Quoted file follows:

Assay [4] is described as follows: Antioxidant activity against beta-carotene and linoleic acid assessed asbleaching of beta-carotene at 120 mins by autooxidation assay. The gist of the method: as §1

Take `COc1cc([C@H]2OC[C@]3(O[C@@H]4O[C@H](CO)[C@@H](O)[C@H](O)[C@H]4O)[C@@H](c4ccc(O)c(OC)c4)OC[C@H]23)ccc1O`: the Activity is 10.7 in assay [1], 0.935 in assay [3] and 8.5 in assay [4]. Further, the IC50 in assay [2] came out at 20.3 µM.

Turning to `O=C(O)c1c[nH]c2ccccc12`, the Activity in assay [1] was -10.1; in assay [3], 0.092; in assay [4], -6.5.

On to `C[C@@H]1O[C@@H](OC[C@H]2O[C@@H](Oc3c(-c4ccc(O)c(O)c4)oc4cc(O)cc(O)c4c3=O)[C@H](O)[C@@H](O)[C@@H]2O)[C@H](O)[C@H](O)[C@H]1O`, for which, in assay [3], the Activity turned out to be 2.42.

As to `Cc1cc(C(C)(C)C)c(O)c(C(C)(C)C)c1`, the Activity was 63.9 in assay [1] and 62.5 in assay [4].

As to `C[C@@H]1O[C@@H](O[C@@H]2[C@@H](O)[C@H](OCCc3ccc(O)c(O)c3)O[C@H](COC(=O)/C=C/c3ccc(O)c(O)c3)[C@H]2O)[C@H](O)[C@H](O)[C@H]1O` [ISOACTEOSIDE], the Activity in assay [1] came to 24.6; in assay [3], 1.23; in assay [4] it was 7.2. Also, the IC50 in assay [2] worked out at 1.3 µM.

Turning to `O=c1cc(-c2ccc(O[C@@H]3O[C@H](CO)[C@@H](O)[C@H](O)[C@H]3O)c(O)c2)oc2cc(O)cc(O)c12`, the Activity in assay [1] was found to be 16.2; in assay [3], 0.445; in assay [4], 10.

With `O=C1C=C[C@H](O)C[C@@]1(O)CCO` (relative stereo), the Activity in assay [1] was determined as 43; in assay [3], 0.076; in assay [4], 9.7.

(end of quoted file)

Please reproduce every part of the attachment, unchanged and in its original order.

Assay [4] is described as follows: Antioxidant activity against beta-carotene and linoleic acid assessed asbleaching of beta-carotene at 120 mins by autooxidation assay. The gist of the method: as §1

Take `COc1cc([C@H]2OC[C@]3(O[C@@H]4O[C@H](CO)[C@@H](O)[C@H](O)[C@H]4O)[C@@H](c4ccc(O)c(OC)c4)OC[C@H]23)ccc1O`: the Activity is 10.7 in assay [1], 0.935 in assay [3] and 8.5 in assay [4]. Further, the IC50 in assay [2] came out at 20.3 µM.

Turning to `O=C(O)c1c[nH]c2ccccc12`, the Activity in assay [1] was -10.1; in assay [3], 0.092; in assay [4], -6.5.

On to `C[C@@H]1O[C@@H](OC[C@H]2O[C@@H](Oc3c(-c4ccc(O)c(O)c4)oc4cc(O)cc(O)c4c3=O)[C@H](O)[C@@H](O)[C@@H]2O)[C@H](O)[C@H](O)[C@H]1O`, for which, in assay [3], the Activity turned out to be 2.42.

As to `Cc1cc(C(C)(C)C)c(O)c(C(C)(C)C)c1`, the Activity was 63.9 in assay [1] and 62.5 in assay [4].

As to `C[C@@H]1O[C@@H](O[C@@H]2[C@@H](O)[C@H](OCCc3ccc(O)c(O)c3)O[C@H](COC(=O)/C=C/c3ccc(O)c(O)c3)[C@H]2O)[C@H](O)[C@H](O)[C@H]1O` [ISOACTEOSIDE], the Activity in assay [1] came to 24.6; in assay [3], 1.23; in assay [4] it was 7.2. Also, the IC50 in assay [2] worked out at 1.3 µM.

Turning to `O=c1cc(-c2ccc(O[C@@H]3O[C@H](CO)[C@@H](O)[C@H](O)[C@H]3O)c(O)c2)oc2cc(O)cc(O)c12`, the Activity in assay [1] was found to be 16.2; in assay [3], 0.445; in assay [4], 10.

With `O=C1C=C[C@H](O)C[C@@]1(O)CCO` (relative stereo), the Activity in assay [1] was determined as 43; in assay [3], 0.076; in assay [4], 9.7.